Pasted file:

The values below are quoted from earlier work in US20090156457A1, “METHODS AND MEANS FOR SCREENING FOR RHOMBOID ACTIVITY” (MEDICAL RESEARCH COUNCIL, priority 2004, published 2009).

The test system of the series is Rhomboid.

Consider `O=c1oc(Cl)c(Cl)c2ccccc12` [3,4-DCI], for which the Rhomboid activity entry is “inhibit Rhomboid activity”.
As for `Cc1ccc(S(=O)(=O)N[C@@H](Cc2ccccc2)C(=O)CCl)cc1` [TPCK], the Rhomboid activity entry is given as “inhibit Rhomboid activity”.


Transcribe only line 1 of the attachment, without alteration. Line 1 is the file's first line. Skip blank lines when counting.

The values below are quoted from earlier work in US20090156457A1, “METHODS AND MEANS FOR SCREENING FOR RHOMBOID ACTIVITY” (MEDICAL RESEARCH COUNCIL, priority 2004, published 2009).